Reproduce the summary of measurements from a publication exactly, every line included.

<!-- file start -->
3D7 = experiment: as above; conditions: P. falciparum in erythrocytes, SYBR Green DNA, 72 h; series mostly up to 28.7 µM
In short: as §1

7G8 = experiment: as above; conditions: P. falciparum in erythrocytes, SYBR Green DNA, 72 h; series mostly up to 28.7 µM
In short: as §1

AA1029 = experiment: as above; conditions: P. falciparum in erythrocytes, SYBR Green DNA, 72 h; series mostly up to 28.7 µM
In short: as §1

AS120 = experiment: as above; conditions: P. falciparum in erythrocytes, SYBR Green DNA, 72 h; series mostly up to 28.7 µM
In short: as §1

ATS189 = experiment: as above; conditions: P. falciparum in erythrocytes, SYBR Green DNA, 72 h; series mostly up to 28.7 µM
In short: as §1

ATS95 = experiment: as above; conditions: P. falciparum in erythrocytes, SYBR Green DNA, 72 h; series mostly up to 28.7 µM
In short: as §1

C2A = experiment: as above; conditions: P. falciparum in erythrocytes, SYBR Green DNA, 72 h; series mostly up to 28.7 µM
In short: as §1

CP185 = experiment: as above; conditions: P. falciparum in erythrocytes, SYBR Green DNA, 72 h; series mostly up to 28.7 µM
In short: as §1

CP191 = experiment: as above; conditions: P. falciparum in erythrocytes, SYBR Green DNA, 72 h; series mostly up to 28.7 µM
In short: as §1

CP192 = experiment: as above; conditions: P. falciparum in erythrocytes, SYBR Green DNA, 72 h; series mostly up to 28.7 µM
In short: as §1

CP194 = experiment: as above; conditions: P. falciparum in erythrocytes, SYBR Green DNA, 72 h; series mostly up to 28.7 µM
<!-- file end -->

3D7 = experiment: as above; conditions: P. falciparum in erythrocytes, SYBR Green DNA, 72 h; series mostly up to 28.7 µM
In short: as §1

7G8 = experiment: as above; conditions: P. falciparum in erythrocytes, SYBR Green DNA, 72 h; series mostly up to 28.7 µM
In short: as §1

AA1029 = experiment: as above; conditions: P. falciparum in erythrocytes, SYBR Green DNA, 72 h; series mostly up to 28.7 µM
In short: as §1

AS120 = experiment: as above; conditions: P. falciparum in erythrocytes, SYBR Green DNA, 72 h; series mostly up to 28.7 µM
In short: as §1

ATS189 = experiment: as above; conditions: P. falciparum in erythrocytes, SYBR Green DNA, 72 h; series mostly up to 28.7 µM
In short: as §1

ATS95 = experiment: as above; conditions: P. falciparum in erythrocytes, SYBR Green DNA, 72 h; series mostly up to 28.7 µM
In short: as §1

C2A = experiment: as above; conditions: P. falciparum in erythrocytes, SYBR Green DNA, 72 h; series mostly up to 28.7 µM
In short: as §1

CP185 = experiment: as above; conditions: P. falciparum in erythrocytes, SYBR Green DNA, 72 h; series mostly up to 28.7 µM
In short: as §1

CP191 = experiment: as above; conditions: P. falciparum in erythrocytes, SYBR Green DNA, 72 h; series mostly up to 28.7 µM
In short: as §1

CP192 = experiment: as above; conditions: P. falciparum in erythrocytes, SYBR Green DNA, 72 h; series mostly up to 28.7 µM
In short: as §1

CP194 = experiment: as above; conditions: P. falciparum in erythrocytes, SYBR Green DNA, 72 h; series mostly up to 28.7 µM